Ed Miliband campaigns before the Rochester and Strood by-election on October 23, 2014 in Chatham. Photograph: Getty Images.
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PMQs review: Miliband shows his confidence on the EU

The Labour leader regards his party's commitment to membership as a political strength. 

The most significant thing about today's PMQs was Ed Miliband's choice of subject matter: EU membership. If Labour once feared its stance on the issue was a weakness, it now regards it as a strength. After being rebuked by Angela Merkel for his demand to abandon the free movement of people, it is ever harder for David Cameron to argue that he can secure the reforms he believes are necessary for Britain to remain in the EU. As a result, he is being forced to flirt with the possibility of withdrawal. 

Pressed by Miliband on whether he was prepared to campaign for an "out" vote (an option he previously ruled out), the PM filibustered. "I want Britain to stay in a reformed European Union," he said. But is it possible to reform Europe? Many Conservative MPs no longer believe it is, a divide Miliband skillfully exploited today. "There's no point giving us the 'fight them on the beaches' speech because the last time he tried that was over Jean-Claude Juncker and he lost 26 votes to 2. That's his leadership in Europe," he said, and the Tory benches were notably muted. 

In contrast to Cameron, Miliband was unambiguous: "I want to stay in the EU". As well as being buoyed by polls showing support for membership at a 23-year high, Labour regards its commitment to the EU as one of its few trump cards on business (Miliband told Cameron that business leaders would have their "heads in their hands" over his stance - and many do ). But a significant number of Labour MPs continue to fear that Cameron's charge that the party is too "chicken" to "trust the people" is one that could hurt it during the election campaign. 

With the aid of an arsenal of critical Labour quotes, Cameron held his own in the chamber. He noted that Alistair Darling ("about the only person on the Labour benches who had any economic credibility") had argued that an EU referendum was inevitable ("It's a boil that has to be lanced"), that shadow deputy leader of the House Thomas Docherty had warned Labour was in a "dreadful position" and that even John Prescott was now giving Miliband lectures on the English language (although the sight of Cameron deriding the working class northerner is unlikely to have endeared him to all).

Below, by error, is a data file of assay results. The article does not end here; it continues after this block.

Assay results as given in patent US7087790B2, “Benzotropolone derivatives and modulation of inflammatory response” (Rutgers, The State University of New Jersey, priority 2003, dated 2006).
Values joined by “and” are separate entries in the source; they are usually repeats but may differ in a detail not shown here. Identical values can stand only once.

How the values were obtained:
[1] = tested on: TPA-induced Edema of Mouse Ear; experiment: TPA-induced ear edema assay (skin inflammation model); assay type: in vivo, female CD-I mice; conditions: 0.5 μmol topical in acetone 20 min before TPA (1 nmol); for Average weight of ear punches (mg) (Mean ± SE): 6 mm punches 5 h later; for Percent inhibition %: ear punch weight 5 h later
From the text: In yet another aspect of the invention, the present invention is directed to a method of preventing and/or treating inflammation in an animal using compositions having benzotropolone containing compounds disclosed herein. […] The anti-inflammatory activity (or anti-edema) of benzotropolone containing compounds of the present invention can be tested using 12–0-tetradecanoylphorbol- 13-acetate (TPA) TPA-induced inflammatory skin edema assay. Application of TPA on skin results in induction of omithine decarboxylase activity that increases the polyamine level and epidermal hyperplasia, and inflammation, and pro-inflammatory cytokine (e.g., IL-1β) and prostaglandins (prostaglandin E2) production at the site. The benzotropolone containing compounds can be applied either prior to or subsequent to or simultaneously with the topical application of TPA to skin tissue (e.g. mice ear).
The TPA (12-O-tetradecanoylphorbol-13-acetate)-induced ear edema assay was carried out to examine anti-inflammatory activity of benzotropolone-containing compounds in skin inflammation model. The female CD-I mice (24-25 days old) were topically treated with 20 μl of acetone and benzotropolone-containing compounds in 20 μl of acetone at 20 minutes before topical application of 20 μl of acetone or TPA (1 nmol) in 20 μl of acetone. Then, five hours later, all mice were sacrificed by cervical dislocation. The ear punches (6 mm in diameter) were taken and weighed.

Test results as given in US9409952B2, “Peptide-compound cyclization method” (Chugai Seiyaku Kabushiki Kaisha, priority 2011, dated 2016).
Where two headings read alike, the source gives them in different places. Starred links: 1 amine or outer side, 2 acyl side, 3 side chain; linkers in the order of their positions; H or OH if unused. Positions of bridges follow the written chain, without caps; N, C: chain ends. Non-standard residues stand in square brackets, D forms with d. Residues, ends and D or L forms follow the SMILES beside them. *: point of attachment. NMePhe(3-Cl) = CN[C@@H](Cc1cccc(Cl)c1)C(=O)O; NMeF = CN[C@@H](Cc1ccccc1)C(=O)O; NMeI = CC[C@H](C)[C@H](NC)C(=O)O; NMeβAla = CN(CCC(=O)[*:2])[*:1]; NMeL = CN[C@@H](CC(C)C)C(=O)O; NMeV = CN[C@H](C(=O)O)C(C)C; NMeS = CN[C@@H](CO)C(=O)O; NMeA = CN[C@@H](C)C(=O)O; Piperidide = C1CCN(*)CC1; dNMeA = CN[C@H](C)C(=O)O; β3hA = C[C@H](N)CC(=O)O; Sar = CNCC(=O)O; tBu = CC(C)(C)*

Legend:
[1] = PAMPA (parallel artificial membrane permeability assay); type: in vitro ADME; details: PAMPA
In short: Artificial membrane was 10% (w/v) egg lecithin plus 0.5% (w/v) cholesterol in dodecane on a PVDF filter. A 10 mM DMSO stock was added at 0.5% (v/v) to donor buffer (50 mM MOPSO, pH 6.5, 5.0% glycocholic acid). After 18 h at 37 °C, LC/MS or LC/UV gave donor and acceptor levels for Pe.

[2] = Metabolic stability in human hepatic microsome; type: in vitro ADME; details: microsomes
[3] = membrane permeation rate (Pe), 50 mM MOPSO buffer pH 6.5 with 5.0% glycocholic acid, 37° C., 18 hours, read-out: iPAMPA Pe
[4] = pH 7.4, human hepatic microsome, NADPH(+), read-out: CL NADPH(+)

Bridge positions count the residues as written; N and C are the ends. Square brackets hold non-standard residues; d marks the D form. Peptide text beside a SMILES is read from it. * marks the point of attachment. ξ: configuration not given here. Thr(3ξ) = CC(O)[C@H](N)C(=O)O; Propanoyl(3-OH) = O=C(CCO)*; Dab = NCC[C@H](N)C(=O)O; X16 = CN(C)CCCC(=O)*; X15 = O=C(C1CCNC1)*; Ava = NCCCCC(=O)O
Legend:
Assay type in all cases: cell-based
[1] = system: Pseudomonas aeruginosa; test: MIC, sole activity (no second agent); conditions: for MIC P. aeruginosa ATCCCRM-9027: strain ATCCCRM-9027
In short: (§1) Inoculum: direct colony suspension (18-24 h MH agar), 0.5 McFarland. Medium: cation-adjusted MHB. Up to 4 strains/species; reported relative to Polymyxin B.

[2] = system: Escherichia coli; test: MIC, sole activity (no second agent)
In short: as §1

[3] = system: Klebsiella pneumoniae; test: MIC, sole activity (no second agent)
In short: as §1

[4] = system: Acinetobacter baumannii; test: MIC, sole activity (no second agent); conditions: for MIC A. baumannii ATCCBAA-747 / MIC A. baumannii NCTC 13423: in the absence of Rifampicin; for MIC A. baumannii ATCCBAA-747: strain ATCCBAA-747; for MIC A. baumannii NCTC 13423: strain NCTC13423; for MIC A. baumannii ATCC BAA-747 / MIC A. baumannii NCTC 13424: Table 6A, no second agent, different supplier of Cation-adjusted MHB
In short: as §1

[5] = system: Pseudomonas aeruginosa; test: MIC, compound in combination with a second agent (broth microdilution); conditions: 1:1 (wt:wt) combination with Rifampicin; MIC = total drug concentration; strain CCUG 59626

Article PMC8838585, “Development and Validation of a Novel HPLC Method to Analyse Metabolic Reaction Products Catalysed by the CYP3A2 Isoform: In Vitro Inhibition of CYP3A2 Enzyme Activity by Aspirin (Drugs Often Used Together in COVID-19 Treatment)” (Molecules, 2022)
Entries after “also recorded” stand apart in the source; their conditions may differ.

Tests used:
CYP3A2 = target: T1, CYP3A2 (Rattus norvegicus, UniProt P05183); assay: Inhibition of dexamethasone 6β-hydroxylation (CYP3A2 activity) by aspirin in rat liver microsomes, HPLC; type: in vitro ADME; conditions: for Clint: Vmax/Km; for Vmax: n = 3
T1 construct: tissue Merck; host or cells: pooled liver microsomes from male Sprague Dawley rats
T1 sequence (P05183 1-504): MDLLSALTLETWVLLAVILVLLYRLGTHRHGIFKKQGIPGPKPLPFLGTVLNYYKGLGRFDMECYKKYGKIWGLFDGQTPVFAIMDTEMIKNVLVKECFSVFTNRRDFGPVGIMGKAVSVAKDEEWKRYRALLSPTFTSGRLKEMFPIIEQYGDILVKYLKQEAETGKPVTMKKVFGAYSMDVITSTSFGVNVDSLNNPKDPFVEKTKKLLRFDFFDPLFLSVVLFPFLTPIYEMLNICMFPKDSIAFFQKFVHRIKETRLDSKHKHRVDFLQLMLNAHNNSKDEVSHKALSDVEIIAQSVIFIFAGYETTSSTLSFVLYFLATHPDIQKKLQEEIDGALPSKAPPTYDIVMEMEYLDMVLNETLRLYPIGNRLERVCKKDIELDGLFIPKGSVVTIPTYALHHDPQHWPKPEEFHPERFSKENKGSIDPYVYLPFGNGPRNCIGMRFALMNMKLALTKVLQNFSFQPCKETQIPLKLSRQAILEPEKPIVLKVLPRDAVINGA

The other notable point from today's session was the co-ordinated Labour assault on PM over VAT. With Cameron again refusing to rule out another rise, it is clear this will be a key election attack line for the opposition. 

George Eaton is political editor of the New Statesman.

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Tony Blair won't endorse the Labour leader - Jeremy Corbyn's fans are celebrating

The thrice-elected Prime Minister is no fan of the new Labour leader. 

Labour heavyweights usually support each other - at least in public. But the former Prime Minister Tony Blair couldn't bring himself to do so when asked on Sky News.

He dodged the question of whether the current Labour leader was the best person to lead the country, instead urging voters not to give Theresa May a "blank cheque". 

If this seems shocking, it's worth remembering that Corbyn refused to say whether he would pick "Trotskyism or Blairism" during the Labour leadership campaign. Corbyn was after all behind the Stop the War Coalition, which opposed Blair's decision to join the invasion of Iraq. 

For some Corbyn supporters, it seems that there couldn't be a greater boon than the thrice-elected PM witholding his endorsement in a critical general election. 

Julia Rampen is the digital news editor of the New Statesman (previously editor of The Staggers, The New Statesman's online rolling politics blog). She has also been deputy editor at Mirror Money Online and has worked as a financial journalist for several trade magazines. 

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